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ROSTRA was the name applied to a stage or platform at Rome, first between the Comitium and Forum, afterwards in the Forum, from which orators addressed the people [CONTIO]. This platform was originally called templum (Liv. 2.56; 3.17; 8.14), because it was consecrated by the augurs (Cic. in Vat. 10, 24) [TEMPLUM]; but it received the name of Rostra at the conclusion of the great Latin war, when C. Maenius adorned it with the beaks (rostra) of the ships taken from the Antiates (Liv. 8.14; Flor. 1.11; Plin. Nat. 34.20). The Greeks also mutilated galleys in this way for the purpose of trophies: this was called by them ἀκρωτηριάζειν. [ACROTERIUM.]

From the mention of the volcanal as the speakers' platform in early times (Dionys. A. R. 6.67; 7.17; 11.39), some have inferred that the Rostra was not merely adorned with ships' beaks in the year B.C. 338, but was then first built; the fact, however, that the Twelve Tables were placed on the Rostra (Diod. 12.26) would lead us to conclude that it was an older structure which received this adornment and a new name in the 4th century. The language of Livy will bear either interpretation.

The Rostra lay, as has been said, between the Comitium, or place of meeting for the curies, and the Forum, or place of meeting for the whole people, so that the speaker might turn to the one or the other. No doubt the custom of turning towards the Comitium and addressing the curies from that spot originated in an age when that assembly was of importance alike in legislation and in judicial appeals, and it became a mark of democratic principles to turn the back on the Comitium and speak towards the Forum. According to Cicero (Lael. 25, 96), C. Licinius Crassus (tribune B.C. 145) first began “in forum versus agere cum populo;” a practice of which Plutarch makes C. Gracchus the originator (C. Gracch. 5). Julius Caesar transferred the position of the Rostra to the western side of the Forum (Cic. Phil. 9.2; D. C. 43.49). A description of the Rostra will be found in Middleton, Rome, pp. 157-164, and in still greater detail in O. Richter's Gesch. der röm. Rednerbühne. It was reached by steps from the back, and was a rectangular platform, 78 feet long, 33 feet broad, and 11 feet above the pavement of the Forum, with end and side walls of tufa blocks; the upper floor was supported on travertine piers; along the front, facing the Forum, there were marble railings (cancelli), except in the centre, where the speaker stood (the marks of the railings being still apparent): in this central portion, which occupied one-fifth of the whole length, it is probable, as Richter thinks, that there was originally a lower stage, the locus inferior (see below), 5 1/2 feet beneath the level of the higher platform, or Rostra proper, and as many above the pavement of the Forum. At each end were colossal seated figures, as apparently was also the case in the older Rostra (cf. Cic. Phil. 9.2, 5). In the remains of the Rostra holes and metal pins may still be seen where the ships' beaks were fixed, 19 in the lower and 20 in the upper tier. A representation of the emperor speaking from the Rostra is given on the Arch of Constantine.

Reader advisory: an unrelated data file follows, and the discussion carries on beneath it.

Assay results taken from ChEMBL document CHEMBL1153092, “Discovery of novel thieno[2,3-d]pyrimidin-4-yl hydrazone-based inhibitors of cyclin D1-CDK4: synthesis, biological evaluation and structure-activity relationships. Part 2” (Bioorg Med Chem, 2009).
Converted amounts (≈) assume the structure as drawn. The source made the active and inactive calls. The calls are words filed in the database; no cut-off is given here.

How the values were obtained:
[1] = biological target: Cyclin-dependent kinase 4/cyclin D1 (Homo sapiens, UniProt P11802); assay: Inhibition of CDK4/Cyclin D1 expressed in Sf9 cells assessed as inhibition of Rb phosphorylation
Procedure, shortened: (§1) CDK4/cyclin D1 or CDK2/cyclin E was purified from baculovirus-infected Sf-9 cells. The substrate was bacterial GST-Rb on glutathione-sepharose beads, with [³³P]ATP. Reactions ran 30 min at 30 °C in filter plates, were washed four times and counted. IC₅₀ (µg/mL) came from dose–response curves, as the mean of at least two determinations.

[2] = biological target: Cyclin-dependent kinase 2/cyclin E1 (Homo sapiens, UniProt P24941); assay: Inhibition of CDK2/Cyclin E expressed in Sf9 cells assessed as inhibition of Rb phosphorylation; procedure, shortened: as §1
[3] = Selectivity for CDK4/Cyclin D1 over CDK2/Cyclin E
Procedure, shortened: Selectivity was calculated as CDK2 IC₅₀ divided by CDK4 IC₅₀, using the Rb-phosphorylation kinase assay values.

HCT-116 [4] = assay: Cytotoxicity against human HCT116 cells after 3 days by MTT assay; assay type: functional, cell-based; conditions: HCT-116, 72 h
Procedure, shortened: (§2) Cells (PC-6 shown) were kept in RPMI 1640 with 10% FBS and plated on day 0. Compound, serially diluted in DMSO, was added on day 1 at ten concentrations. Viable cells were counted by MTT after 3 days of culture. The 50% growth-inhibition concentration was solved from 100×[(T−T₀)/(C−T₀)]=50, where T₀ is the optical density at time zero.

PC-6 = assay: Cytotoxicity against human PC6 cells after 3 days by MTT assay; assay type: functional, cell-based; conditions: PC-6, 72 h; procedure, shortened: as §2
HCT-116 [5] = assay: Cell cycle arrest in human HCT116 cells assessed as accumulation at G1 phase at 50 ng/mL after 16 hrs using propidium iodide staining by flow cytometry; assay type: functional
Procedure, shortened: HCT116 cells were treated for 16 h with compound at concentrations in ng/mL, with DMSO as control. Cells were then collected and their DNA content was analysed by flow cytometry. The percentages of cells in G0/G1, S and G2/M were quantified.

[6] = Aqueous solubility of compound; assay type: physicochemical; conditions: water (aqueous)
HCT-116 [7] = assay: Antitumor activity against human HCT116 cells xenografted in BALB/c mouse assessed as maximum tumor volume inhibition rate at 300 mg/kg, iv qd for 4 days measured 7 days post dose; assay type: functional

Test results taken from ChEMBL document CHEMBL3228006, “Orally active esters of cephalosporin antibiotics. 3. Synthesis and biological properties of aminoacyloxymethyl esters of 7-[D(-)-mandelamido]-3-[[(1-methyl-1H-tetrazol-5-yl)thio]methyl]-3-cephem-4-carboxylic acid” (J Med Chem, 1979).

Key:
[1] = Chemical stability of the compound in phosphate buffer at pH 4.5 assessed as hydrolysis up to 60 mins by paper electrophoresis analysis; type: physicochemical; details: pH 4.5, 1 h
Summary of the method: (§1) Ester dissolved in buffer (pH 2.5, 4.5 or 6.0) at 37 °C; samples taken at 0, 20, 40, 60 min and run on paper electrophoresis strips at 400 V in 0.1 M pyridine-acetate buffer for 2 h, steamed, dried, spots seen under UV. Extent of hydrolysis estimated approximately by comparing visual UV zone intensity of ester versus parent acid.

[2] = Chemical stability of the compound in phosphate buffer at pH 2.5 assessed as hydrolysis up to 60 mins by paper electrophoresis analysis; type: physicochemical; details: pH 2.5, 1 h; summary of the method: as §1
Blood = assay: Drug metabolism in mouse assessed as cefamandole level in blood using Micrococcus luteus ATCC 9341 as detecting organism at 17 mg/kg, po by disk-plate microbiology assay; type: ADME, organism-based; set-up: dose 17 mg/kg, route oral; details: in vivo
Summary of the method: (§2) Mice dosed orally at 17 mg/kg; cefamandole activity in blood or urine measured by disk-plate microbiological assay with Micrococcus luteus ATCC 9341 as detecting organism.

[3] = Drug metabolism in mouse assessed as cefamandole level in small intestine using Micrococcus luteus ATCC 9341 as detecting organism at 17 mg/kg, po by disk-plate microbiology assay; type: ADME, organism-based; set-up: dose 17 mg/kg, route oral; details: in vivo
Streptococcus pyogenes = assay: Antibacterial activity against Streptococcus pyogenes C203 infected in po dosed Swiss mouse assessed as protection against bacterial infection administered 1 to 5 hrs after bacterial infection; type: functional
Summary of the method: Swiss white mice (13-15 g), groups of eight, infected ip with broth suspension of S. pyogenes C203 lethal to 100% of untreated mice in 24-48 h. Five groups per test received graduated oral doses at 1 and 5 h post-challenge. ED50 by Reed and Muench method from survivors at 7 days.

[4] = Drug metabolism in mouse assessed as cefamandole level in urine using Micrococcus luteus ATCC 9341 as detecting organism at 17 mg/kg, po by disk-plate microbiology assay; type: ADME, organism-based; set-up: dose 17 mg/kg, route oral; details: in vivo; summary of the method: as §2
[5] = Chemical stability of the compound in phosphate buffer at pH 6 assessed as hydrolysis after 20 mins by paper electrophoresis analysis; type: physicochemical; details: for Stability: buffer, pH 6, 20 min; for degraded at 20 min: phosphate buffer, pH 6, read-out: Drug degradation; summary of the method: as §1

Rostra, from the Arc of Constantine. (Middleton's

The rostra Julia, so called to distinguish them from the Rostra proper, formed the projecting podium of the Aedes Divi Juli, built by Augustus, on which were fixed the beaks of ships taken at Actium. The lower platform, or locus inferior, is traced by Richter alike in the Rostra and in the rostra Julia. In the latter it was a semicircular depression in the central portion, reaching back to half the width of the platform, and was at a later time filled up to the higher level: in the Rostra the depression was a square piece of the central portion [p. 2.567]reached by steps from above; but this also was filled and levelled up, so that on the Arch of Constantine the locus inferior does not appear at all, and in this later phase of the Rostra the entrance was by steps from the Forum instead of from the back. The distinction of Rostra and locus inferior seems to correspond with the distinction of place in the arrangement of the tribunal (see Mommsen, Staatsr. iii.3 p. xii.), and perhaps was primarily devised for the lower station of the appellant in a judicium populi [JUDICIUM]. As contrasted with the station of the magistrate, it was the place whence a privatus could speak in the suasio or discussion of a rogation. Though, however, men of magisterial rank might expect to speak from the Rostra, it was in the power of the superior magistrate who convened the assembly to order anyone to speak from the lower platform (ex inferiore loco), as did Caesar to Catulus, possibly by way of a studied slight to the optimates, while to Vettius on another occasion he gave the higher place (in rostra eum produxit, Cic. Att. 2.2. 4, 3; cf. Sueton. Jul. 15); and Papirius sent Fabius, as though he were an appellant and not a magistrate, into the lower platform (Liv. 8.33). In Cic. de Or. 3.6, 23, the contrast of ex inferiore loco, ex aequo, and ex superiore loco is not precisely to our point, because he is speaking there of three classes of orators, viz. pleaders in court, senators, and magistrates on the Rostra; but the Rostra with its locus inferior attached was adapted in principle for the first as well as the third of these classes. When the judicium populi passed away, this use, probably the original purpose, of the locus inferior ceased, and in process of time the Rostra was altered in structure, so as to have only one platform. (See on this point Mommsen, Staatsr. iii.3 383, and note on p. xii.: and, for the locality and construction of the Rostra, the writings of Middleton and O. Richter cited above; Nichols, Notizie dei Rostri.

[W.S] [G.E.M]

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